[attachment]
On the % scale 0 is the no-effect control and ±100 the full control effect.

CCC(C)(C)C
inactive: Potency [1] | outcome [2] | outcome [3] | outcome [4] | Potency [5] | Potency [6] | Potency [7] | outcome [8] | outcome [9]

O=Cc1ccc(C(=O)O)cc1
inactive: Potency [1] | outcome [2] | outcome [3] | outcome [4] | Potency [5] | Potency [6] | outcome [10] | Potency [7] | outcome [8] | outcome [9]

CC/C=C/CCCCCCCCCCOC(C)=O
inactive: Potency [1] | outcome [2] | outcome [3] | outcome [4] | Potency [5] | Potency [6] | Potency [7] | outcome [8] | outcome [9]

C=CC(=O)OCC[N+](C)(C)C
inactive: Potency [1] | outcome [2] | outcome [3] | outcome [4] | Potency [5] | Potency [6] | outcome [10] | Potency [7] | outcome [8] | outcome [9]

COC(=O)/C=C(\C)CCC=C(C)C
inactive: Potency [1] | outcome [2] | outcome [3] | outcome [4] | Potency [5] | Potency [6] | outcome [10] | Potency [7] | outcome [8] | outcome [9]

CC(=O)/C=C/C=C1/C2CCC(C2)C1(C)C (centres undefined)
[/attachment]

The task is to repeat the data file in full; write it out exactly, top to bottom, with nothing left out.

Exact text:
On the % scale 0 is the no-effect control and ±100 the full control effect.

CCC(C)(C)C
inactive: Potency [1] | outcome [2] | outcome [3] | outcome [4] | Potency [5] | Potency [6] | Potency [7] | outcome [8] | outcome [9]

O=Cc1ccc(C(=O)O)cc1
inactive: Potency [1] | outcome [2] | outcome [3] | outcome [4] | Potency [5] | Potency [6] | outcome [10] | Potency [7] | outcome [8] | outcome [9]

CC/C=C/CCCCCCCCCCOC(C)=O
inactive: Potency [1] | outcome [2] | outcome [3] | outcome [4] | Potency [5] | Potency [6] | Potency [7] | outcome [8] | outcome [9]

C=CC(=O)OCC[N+](C)(C)C
inactive: Potency [1] | outcome [2] | outcome [3] | outcome [4] | Potency [5] | Potency [6] | outcome [10] | Potency [7] | outcome [8] | outcome [9]

COC(=O)/C=C(\C)CCC=C(C)C
inactive: Potency [1] | outcome [2] | outcome [3] | outcome [4] | Potency [5] | Potency [6] | outcome [10] | Potency [7] | outcome [8] | outcome [9]

CC(=O)/C=C/C=C1/C2CCC(C2)C1(C)C (centres undefined)